An important decision new pet owners must make is whether to spay or neuter their cat or dog. Many veterinarians consider these procedures as a critical facet of a pet’s overall health and wellness, but it’s important to have a full understanding of what is involved before scheduling the surgery.
Continue reading to learn what spaying and neutering are, how much they cost, and how pet insurance can relieve you of some of the expenses associated with the surgery.
What does spaying and neutering entail?
Spaying and neutering are permanent, irreversible surgical procedures that remove an animal’s reproductive organs, effectively sterilizing your pet. Spaying refers to the procedure used for female cats and dogs, while neutering is the term used for males.
When you should spay or neuter your cat or dog is important for the animal’s safety. Your veterinarian will take the type, breed, and overall health of your pet into account to recommend the best timing and course of treatment. Cats may be spayed or neutered as young as eight weeks and up to five months old, while most dogs will undergo the surgery between six and nine months old.
Should I have my pet spayed or neutered?
Choosing whether to spay or neuter your pet is a personal decision. Most pet owners decide this treatment for their cat or dog to prevent unexpected litters that can contribute to overpopulation.
Spaying and neutering both also help to curb certain behaviors in your pet, including aggression and spraying in dogs, and cats yowling or urinating outside of their litter box. Finally, the surgery can reduce the risk for a range of medical conditions, such as uterine infections in females and testicular cancer in males.
How much does it cost to spay or neuter a dog or cat?
The costs associated with spaying and neutering pets can widely differ depending on where you live; the type, breed, size, and age of your pet; whether anesthesia will be used in the procedure; and your vet’s specific policy. On average, you’ll spend between $50 and $300 for the surgery. Blood work or post-op pain medication can incur additional charges as well.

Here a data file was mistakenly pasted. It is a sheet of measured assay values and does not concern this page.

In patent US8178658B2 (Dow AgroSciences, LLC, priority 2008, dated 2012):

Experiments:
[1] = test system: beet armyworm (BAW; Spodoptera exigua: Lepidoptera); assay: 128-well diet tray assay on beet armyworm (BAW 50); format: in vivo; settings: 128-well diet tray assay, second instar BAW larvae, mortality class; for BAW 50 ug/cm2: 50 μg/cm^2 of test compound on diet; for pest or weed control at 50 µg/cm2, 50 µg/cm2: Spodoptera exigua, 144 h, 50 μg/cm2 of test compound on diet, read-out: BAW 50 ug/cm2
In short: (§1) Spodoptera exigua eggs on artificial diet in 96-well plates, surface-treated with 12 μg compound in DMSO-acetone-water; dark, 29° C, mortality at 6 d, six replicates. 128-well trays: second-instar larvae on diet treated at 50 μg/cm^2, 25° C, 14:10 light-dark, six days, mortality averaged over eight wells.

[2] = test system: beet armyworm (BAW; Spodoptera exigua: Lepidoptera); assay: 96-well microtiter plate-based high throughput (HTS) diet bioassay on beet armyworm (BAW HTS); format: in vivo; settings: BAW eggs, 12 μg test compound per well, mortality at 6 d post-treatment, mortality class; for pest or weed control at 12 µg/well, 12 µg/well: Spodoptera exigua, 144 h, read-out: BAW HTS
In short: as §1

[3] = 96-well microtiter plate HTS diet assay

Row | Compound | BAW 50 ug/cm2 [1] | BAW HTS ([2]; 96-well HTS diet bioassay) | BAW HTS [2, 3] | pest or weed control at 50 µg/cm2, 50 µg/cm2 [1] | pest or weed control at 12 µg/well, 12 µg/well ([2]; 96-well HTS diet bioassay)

If you’re looking to save on spaying or neutering, low-cost services may be available through your local Humane Society, SPCA, or animal shelter. If you’re new to your veterinary office, they may also offer discounts or specials.
Does pet insurance cover spaying and neutering?
A basic accident and illness pet insurance policy may or may not cover spaying and neutering, and pet owners with major medical or accident-only plans will not be covered for these procedures, as they are generally considered elective.
However, many pet insurance carriers provide add-on options available to help pet owners cover the costs of spaying or neutering surgery. These are offered as wellness rewards — purchased on top of the main policy — that cover both routine and preventative care including spaying and neutering or reimburse the pet owner following the procedure.
How much of the surgery will be covered is contingent upon the insurer and its coverage or reimbursement limits. You can browse available policy and coverage options for your cat or dog here.